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Science Teachers’ Group Comes Out Strong on Teaching Climate Change

By Stephen Sawchuk — September 18, 2018 1 min read
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The major group representing science educators is making this point crystal clear: The scientific consensus for climate change caused by human activity is overwhelming, and the topic must be taught in K-12 classrooms.

The National Science Teachers Association says in its position statement, released last week, that the science of climate change is as established as other fields, like plate tectonics and planetary astronomy.

“Given the solid scientific foundation on which climate-change science rests, any controversies regarding climate change and human-caused contributions to climate change that are based on social, economic, or political arguments—rather than scientific arguments—should not be part of a science curriculum,” it says.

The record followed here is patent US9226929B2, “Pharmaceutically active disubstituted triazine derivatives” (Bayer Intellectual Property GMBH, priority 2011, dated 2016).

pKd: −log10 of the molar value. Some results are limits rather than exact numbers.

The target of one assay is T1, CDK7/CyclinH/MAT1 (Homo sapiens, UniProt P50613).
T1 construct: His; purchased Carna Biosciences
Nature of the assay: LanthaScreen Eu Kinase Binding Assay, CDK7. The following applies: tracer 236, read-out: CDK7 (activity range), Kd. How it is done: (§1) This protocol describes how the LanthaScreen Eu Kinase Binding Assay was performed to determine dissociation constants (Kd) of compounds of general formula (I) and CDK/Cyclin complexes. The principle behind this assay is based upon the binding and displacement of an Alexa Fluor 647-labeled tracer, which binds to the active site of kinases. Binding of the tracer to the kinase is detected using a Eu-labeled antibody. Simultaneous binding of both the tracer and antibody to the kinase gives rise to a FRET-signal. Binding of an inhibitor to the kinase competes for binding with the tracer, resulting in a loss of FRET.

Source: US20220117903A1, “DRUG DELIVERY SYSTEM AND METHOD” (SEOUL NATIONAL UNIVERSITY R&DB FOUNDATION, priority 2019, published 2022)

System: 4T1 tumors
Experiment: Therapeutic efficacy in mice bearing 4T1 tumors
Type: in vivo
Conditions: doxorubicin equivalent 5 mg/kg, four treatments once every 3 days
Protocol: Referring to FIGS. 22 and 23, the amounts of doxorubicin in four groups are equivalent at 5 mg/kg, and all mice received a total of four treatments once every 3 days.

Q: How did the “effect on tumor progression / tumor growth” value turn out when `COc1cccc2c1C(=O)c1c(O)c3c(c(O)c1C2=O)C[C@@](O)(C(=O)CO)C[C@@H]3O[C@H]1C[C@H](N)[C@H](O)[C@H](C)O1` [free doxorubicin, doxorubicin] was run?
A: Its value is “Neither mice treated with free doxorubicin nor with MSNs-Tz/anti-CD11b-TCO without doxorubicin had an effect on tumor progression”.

Idaho, New Mexico, and West Virginia, have all faced controversies over the past two years over how they’ve revised their science standards on the topic of climate change. And just in the past weeks, Arizona released a new draft that eliminates some pieces related to climate change.

A version of this article appeared in the September 19, 2018 edition of Education Week as Science Teachers’ Group Comes Out Strong on Teaching Climate Change

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